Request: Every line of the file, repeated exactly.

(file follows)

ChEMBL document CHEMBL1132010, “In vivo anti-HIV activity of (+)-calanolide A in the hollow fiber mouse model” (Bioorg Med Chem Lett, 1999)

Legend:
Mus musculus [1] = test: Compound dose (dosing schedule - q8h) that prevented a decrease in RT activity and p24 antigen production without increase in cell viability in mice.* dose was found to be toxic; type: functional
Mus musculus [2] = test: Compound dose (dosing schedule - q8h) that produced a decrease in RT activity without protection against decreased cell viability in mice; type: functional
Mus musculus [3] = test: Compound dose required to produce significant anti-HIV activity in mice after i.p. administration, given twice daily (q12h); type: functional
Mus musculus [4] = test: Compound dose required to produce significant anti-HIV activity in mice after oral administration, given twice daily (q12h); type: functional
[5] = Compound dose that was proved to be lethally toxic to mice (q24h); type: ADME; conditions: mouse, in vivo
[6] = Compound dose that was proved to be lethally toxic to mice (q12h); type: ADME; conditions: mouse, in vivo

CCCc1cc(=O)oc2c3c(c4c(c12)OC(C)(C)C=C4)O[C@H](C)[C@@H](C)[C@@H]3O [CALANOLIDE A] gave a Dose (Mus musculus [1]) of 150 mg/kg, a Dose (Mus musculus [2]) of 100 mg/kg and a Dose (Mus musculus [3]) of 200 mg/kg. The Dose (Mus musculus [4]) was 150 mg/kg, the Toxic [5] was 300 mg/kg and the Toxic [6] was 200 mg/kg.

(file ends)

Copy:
ChEMBL document CHEMBL1132010, “In vivo anti-HIV activity of (+)-calanolide A in the hollow fiber mouse model” (Bioorg Med Chem Lett, 1999)

Legend:
Mus musculus [1] = test: Compound dose (dosing schedule - q8h) that prevented a decrease in RT activity and p24 antigen production without increase in cell viability in mice.* dose was found to be toxic; type: functional
Mus musculus [2] = test: Compound dose (dosing schedule - q8h) that produced a decrease in RT activity without protection against decreased cell viability in mice; type: functional
Mus musculus [3] = test: Compound dose required to produce significant anti-HIV activity in mice after i.p. administration, given twice daily (q12h); type: functional
Mus musculus [4] = test: Compound dose required to produce significant anti-HIV activity in mice after oral administration, given twice daily (q12h); type: functional
[5] = Compound dose that was proved to be lethally toxic to mice (q24h); type: ADME; conditions: mouse, in vivo
[6] = Compound dose that was proved to be lethally toxic to mice (q12h); type: ADME; conditions: mouse, in vivo

CCCc1cc(=O)oc2c3c(c4c(c12)OC(C)(C)C=C4)O[C@H](C)[C@@H](C)[C@@H]3O [CALANOLIDE A] gave a Dose (Mus musculus [1]) of 150 mg/kg, a Dose (Mus musculus [2]) of 100 mg/kg and a Dose (Mus musculus [3]) of 200 mg/kg. The Dose (Mus musculus [4]) was 150 mg/kg, the Toxic [5] was 300 mg/kg and the Toxic [6] was 200 mg/kg.